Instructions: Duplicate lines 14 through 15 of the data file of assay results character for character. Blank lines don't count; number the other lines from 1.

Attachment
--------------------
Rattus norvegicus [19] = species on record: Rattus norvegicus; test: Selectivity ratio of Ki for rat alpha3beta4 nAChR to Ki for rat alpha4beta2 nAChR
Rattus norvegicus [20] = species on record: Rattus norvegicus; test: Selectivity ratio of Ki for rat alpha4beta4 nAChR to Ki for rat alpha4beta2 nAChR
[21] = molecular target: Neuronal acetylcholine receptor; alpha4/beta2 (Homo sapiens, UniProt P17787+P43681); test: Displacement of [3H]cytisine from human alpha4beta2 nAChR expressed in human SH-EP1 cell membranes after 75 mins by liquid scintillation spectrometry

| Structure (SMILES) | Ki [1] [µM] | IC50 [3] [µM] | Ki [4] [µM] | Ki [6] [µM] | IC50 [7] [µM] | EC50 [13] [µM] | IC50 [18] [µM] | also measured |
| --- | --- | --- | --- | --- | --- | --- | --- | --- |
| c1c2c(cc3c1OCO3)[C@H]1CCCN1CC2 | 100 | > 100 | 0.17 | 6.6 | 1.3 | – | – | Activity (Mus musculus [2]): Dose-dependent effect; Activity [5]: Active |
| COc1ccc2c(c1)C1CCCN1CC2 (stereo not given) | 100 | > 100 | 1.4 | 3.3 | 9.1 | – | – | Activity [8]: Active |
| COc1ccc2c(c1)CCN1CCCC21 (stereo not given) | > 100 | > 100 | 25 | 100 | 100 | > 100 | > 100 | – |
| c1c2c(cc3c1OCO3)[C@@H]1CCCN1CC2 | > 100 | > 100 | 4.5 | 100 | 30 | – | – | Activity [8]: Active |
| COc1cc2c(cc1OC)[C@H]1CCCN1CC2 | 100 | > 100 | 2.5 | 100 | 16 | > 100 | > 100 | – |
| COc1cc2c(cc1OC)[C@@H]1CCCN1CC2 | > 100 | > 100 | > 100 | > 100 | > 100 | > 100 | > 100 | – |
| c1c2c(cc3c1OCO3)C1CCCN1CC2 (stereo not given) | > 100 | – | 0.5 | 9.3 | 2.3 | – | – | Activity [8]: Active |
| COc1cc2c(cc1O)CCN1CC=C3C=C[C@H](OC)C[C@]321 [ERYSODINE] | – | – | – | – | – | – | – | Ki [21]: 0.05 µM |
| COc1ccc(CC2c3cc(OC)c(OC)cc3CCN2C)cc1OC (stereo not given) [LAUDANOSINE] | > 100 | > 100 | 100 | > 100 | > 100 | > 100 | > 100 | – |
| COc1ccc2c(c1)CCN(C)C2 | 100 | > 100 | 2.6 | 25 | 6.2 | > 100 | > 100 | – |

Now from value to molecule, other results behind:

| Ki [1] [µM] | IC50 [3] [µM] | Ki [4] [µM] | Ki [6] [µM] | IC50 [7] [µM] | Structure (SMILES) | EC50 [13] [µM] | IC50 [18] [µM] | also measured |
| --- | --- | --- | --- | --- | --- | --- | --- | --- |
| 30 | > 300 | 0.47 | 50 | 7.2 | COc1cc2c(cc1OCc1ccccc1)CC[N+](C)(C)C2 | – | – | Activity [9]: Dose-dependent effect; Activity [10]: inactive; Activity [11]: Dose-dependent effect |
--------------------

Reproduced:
| COc1ccc(CC2c3cc(OC)c(OC)cc3CCN2C)cc1OC (stereo not given) [LAUDANOSINE] | > 100 | > 100 | 100 | > 100 | > 100 | > 100 | > 100 | – |
| COc1ccc2c(c1)CCN(C)C2 | 100 | > 100 | 2.6 | 25 | 6.2 | > 100 | > 100 | – |